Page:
New USDA Biofuel Program Expected To Fund More Research

Jul 27, 2015
courtesy photo

The United States Department of Agriculture, or USDA, recently started accepting applications for its new funding program. The program supports the production of advanced biofuels, renewable chemicals, and biobased product manufacturing. It could affect researchers in rural areas, such as South Dakota, where some of this research is done.

Victoria Wicks

Parties in the Keystone XL pipeline hearings in Pierre made opening statements Monday afternoon. Both opponents and proponents outlined what case they’ll try to make during the seven-day hearing, held before the South Dakota Public Utilities Commission. SDPB’s Victoria Wicks is in Pierre covering the hearing held to determine if TransCanada can still meet the conditions set when the PUC gave the company its 2010 permit to build.

Inside Gold Discovery Day’s Hot Air Balloon Rally

Jul 27, 2015
Chynna Lockett

The Annual Gold Discovery Days Celebration in Custer features a variety of events from an afternoon parade to an arts and crafts festival. But people that wake up early enough get the chance to see the day’s first event - the hot air balloon rally.

Onlookers gathered at Custer’s Pageant Hill as the sun rose on Saturday. Trucks drove trailers filled with equipment onto the grass as workers began to prepare eight hot air balloons for the morning’s event.

Victoria Wicks

After a year and a half of hearings, motions, and filings, the Public Utilities Commission is taking testimony on whether to authorize TransCanada to build the Keystone XL pipeline across South Dakota. The commission started taking opening statements from opponents and proponents Monday morning. It’s been an emotionally charged issue on both sides.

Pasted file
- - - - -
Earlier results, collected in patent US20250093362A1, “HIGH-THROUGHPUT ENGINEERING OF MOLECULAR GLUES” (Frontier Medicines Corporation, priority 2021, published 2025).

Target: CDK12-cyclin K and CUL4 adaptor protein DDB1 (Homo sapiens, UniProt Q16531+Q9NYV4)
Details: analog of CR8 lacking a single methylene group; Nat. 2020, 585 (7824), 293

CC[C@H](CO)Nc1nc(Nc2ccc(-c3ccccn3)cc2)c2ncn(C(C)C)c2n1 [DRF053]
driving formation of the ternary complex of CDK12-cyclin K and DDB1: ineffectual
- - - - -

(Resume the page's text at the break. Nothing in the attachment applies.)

2015 Accelerator Challenge - it’s a program to boost emerging entrepreneurs and launch businesses. 

The show features six of the participants in a short conversation about their idea and where they're at in launching a business in South Dakota.  Also featured in the show is Rich Naser, Executive Director of the South Dakota Technology Business, a business incubator launched by Forward Sioux Falls in 2004. The Center and its staff serve as the resource for innovators and entrepreneurs launching, growing or expanding successful technology-based businesses in Sioux Falls.

Photo courtesy of the Public Utilities Commission

Public Utilities Commissioner Kristie Fiegen won’t attend a seven-day hearing that starts Monday as part of the permitting process for the Keystone XL pipeline.

Fiegen announced publicly earlier this year that she has been diagnosed with breast cancer.

PUC Chairman Chris Nelson says Fiegen’s treatment during the time of the hearing won’t allow her to attend either in person or by phone. However, he says state law allows a board or commission member to participate in a hearing after the fact by reading a complete transcript or listening to a complete recording.

Capital One

Hundreds of people are losing their jobs as a Sioux Falls financial call center closes. A spokesperson for Capital One says the company is shifting strategies and moving work from Sioux Falls to other places. It’s supposed to happen by the end of the year. A layoff of 750 workers is significant, but the situation offers those employees some opportunities.

Thursday Capital One leaders alerted workers that their business in Sioux Falls is shutting down. Employees are not out of a job right away. They can work for a few months before Capital One’s operations end.

Kealey Bultena SDPB

A railroad company and Sioux Falls have struck a multi-million dollar deal for land in the central part of the city. BSNF Railway Company agrees to sell much of the rail yard in downtown Sioux Falls for more than $27 million.

Victoria Wicks

On the isolated prairie 24 miles northwest of Miller lies the town of Polo. It’s a small residential community notable for its distinctive landmark, the Saint Liborius Church and School, a block-long Spanish Mission-style complex that is largely empty and crumbling.
Most of the structure could soon be torn down, leaving only the church and rectory standing. The parishioners have asked the Bishop of the Diocese for permission to raze the old building and build a new Parish Hall.

Pages